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Not the biggest amount of releases for us this week, but some are definitely worth checking out. I’ll start with the best film I watched, The Villainess. I heard some great things about the movie and even though it has a lot more plot/story than I expected, it’s pretty bad ass. It has more action than Atomic Blonde and I loved that it started out in first person shooter style like Hardcore Henry before the lead sees herself in a mirror and switches to normal third person. Sook-hee is raised as an assassin from childhood and finds herself in a new organization that promises she can have a normal life for her and her child after ten years of service. As she starts to discover the truth about herself and those who trained and loved her, rage takes over and she’s out for revenge and chaos. The lead actress is pretty dynamite and handles the action well. There are times she takes an absolute beating and times she just steamrolls over people. That combination makes it a bit more believable than your normal over the top action film. The film has great direction and a ton of style. With Asian films like Train to Busan and The Raid being remade for American audiences, I can definitely see this being remade over the new few years. If you like action films, especially Asian/Korean action films, this one comes highly recommended.

The second best release of the week is The Fall Complete Collection. I actually hadn’t seen any of the TV show before, but got hooked pretty quickly. It stars Gillian Anderson (The X-Files) as DSI Stella Gibson who is sent to Belfast, Northern Ireland to investigate a high-profile murder. She slowly realizes other murders follow the same pattern and is on the hunt for a serial killer. Jamie Dornan (The Fifty Shades of Grey franchise) plays Paul Spector, the man Gibson is searching for. It’s your classic cat & mouse game, but I really liked it. Dornan must love playing odd characters because if you thought Christian Grey was creepy, watch this show. Spector is a married man with two children who during the day is a grief counselor, but at night prowls for 30ish brunettes with power. He strangles his victims, washes them and poses them and records his events for his own enjoyment later. There are a couple of side stories that were bothering me for a bit, but most do eventually pay off. One involves the husband and wife he was counseling after their young son dies. I kept waiting for this to serve a purpose and it does by the end of the second season which helps provide the plot for season 3. The Spector’s babysitter at first doesn’t seem like a major character, but that changes over time as well. I’m not exactly the target audience for the Fifty Shades movies so I had no idea that Jamie Dornan was actually from Belfast in real life. Hearing his accent threw me off at first because I thought he was English, but nope, he’s an Irish boy. Anderson does an accent which doesn’t always work, but overall I really liked the show. If you like crime dramas with a super creepy edge, definitely check this one out.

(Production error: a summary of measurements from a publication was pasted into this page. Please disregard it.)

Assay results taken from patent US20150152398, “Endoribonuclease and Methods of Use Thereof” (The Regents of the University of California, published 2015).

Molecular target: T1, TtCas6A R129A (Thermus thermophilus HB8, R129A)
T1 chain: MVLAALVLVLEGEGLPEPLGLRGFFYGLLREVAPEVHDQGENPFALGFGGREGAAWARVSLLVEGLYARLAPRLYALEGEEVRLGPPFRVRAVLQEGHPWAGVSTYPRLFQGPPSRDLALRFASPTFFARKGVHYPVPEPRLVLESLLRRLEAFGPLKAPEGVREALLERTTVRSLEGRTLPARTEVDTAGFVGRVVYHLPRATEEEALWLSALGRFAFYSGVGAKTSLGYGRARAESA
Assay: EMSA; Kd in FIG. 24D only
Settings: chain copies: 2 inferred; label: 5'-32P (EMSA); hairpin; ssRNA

Next is Atheist America. I’m not a religious person. I don’t even consider myself an Atheist because to me that is a religion in its own right. I simply don’t believe in any form of group thinking. So you would think this documentary would work for me. It doesn’t. I like a documentary that isn’t 100% biased and sets out to prove one thing, but is opened enough for other ideas. This is a 100% biased documentary on why Atheism is right and everyone else is wrong. Everything these guys preach against, believing in something because someone says so, blind faith and pushing agendas on people is pretty much what they do. They go out of their way to mock people of faith and to push their own agendas on them. Yes callers into the public access show who are religious are dumb for calling in, but these guys come across more as bullies than open-minded individuals. The documentary intercuts clips of religious people at church, a rodeo or wherever just to show how dumb they are. That’s not good filmmaking, that’s just being mean. And again, I don’t believe in any form of religion or faith. One caller asks about morality and where these men get their morality if they don’t believe in God. That’s a laughable question to me because knowing right from wrong has nothing to do with religion, but the men in the film certainly don’t come across as moral. Everyone can have differences, why are you intentionally mocking them for it? Everything they accuse others of, especially pushing an agenda, is exactly what they do just on the other side of the coin. I was expecting a documentary on what it’s like to be an Atheist in a Christian dominant country, instead I got propaganda.